A large part of the problem was that no industrial economy on the scale that America was creating in that era had ever existed before, and so no one was sure what the rules were and what such an economy required. What's enlightening is to realize that our modern industrial economy was built with almost no government supervision. If we lived under the rules of 1909 instead of 2009, and a major industry like the automakers was failing, history suggests that what the capitalists would do is put together a package of private loans and grants that would save the auto industry in a manner leaving the taxpayers off the hook. They would have done it not out of patriotism or good-will (although such emotions may have figured in their acts) but primarily because a strong economy is good for all businesses, including their own.
Morgan's bad public image was due partly because he was an indifferent advocate in his own behalf. He rarely explained his actions, almost never spoke in public and was inclined to ignore his critics rather than debate them. Part of his secretive nature may have stemmed from the fact that he was less than a paragon of virtue in his personal life. Although married with several children, he appreciated the ability of great wealth to attract beautiful women and had a string of mistresses that would be considered scandalous even by today's standards.
Unfortunately his reclusiveness gave his critics free reign to portray him in the worst light. That vilification accelerated after the major economic intrusions by the government during the Great Depression, when those historians who were anxious to portray FDR's New Deal in a positive light purposely trashed the major capitalists of the pre-Roosevelt era. Now a major historical revision is underway, as historians reassess the economic leaders of that time, and are largely concluding that the initially negative historical verdict on capitalists like Morgan was not justified.
Strouse's book is a major milestone in that effort, all the more remarkable because the author began her work with a much less positive view of her subject in mind. The book is painstakingly detailed, in fact its only weakness is that the otherwise gripping narrative sometimes gets bogged down by minor facts that are sometimes little more than trivia. In Strouse's defense, she probably felt compelled to overdo the details because she is presenting an unorthodox portrayal of Morgan, and therefore needed to go heavy on the footnotes and minor details in order to ward off the inevitable leftist critics who would try to claim that her conclusions were based on insufficient research. Just the same, as one writer complained in an otherwise positive review, "At over 700 pages, one would not wish it longer."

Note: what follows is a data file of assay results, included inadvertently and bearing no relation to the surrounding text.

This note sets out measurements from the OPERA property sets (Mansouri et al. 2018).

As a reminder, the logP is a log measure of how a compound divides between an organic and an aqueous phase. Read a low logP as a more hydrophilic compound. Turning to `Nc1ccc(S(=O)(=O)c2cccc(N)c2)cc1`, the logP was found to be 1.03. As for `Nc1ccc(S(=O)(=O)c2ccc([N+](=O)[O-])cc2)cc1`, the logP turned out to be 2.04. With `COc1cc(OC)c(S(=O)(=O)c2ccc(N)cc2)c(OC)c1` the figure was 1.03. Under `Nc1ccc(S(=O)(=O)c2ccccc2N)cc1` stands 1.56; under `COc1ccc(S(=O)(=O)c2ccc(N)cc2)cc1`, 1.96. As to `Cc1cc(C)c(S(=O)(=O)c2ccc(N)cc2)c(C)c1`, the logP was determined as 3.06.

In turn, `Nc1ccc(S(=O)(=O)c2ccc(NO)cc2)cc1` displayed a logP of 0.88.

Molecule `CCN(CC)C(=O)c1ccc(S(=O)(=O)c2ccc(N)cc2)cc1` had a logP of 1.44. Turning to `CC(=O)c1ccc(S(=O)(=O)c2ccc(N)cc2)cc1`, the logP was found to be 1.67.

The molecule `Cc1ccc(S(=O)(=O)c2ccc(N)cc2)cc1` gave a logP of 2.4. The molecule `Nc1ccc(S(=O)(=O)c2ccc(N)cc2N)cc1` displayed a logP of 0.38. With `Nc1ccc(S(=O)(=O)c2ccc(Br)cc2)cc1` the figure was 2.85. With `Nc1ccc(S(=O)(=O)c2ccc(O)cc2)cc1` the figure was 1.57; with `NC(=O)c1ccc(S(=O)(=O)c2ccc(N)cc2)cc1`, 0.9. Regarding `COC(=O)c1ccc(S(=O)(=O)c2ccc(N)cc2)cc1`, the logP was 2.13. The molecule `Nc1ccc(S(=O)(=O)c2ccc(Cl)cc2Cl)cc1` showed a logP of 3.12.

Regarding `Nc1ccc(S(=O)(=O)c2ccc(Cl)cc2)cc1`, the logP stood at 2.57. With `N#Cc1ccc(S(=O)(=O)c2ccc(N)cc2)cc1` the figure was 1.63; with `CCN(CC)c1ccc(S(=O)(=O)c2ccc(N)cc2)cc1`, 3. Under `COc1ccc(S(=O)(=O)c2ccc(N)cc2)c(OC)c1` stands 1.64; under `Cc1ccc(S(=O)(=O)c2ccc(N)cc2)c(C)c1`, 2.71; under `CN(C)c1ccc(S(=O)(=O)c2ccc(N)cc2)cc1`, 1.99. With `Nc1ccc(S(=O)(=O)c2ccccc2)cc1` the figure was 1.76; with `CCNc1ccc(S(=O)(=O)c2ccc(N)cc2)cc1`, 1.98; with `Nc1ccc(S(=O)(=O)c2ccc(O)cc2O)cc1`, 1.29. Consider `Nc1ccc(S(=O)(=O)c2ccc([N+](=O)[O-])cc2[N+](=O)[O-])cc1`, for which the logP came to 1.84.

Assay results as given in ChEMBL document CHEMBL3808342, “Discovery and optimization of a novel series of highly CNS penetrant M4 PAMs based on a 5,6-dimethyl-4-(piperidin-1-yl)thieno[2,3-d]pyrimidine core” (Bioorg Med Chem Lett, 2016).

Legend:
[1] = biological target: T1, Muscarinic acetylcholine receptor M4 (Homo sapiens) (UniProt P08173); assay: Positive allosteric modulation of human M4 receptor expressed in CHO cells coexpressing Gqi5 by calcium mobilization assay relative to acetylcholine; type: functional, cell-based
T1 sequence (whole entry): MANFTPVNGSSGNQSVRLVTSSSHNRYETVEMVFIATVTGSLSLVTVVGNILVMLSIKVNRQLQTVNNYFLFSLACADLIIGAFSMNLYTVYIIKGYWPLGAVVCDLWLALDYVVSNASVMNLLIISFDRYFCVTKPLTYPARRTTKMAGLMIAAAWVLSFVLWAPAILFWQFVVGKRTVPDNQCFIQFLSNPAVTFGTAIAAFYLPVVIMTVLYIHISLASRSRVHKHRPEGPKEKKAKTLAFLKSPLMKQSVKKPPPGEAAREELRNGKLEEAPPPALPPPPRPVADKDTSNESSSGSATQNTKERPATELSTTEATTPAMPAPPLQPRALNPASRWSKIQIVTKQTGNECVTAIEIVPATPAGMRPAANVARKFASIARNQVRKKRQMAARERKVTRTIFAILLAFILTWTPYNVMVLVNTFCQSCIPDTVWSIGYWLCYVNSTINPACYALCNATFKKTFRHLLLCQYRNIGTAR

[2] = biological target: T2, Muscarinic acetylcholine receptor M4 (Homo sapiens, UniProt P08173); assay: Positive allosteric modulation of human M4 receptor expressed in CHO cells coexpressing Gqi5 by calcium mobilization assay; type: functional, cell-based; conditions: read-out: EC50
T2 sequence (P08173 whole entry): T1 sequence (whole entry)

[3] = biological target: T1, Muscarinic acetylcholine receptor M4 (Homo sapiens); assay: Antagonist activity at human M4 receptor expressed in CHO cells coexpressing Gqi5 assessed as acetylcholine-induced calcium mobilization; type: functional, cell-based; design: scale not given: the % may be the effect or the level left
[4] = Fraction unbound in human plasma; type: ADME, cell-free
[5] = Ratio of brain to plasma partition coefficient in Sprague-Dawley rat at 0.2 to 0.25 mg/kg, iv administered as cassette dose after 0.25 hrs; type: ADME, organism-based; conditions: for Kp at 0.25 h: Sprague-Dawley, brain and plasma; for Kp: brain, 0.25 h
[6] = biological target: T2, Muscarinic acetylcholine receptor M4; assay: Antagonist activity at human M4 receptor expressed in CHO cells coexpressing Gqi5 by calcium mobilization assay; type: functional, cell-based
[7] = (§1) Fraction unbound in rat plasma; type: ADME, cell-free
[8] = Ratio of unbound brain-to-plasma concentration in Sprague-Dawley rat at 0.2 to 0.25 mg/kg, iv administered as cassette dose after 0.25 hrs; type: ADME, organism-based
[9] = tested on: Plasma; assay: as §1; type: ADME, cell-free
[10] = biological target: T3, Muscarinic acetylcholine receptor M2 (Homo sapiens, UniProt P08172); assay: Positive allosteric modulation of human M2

What one would wish for is that the economic planners of today would read this book so that they might see that a self-regulating economy could and once did work, with J.P. Morgan providing both the methods and the rationale for its success. At his death Morgan's obituaries repeatedly declared that the world would never see his type again. As we pay a 700 billion dollar bill to bail out Wall Street, let us hope that they were wrong, because we could use another J.P. Morgan today, and a return to the rules he lived by.
Northampton multi-media performer Kelsey Flynn had her bicycle stolen recently, and tells us in this video about what went down.
Speaking of bicycling, this eerie white bike now stands on University Drive in Amherst by the spot where a bicyclist was recently killed.
People please drive carefully!
Empty tables in front of Sam's in downtown Northampton.
A movie star sits on a park bench on State Street in Hamp.
A young band tackles a tough song at what looks like a fun event.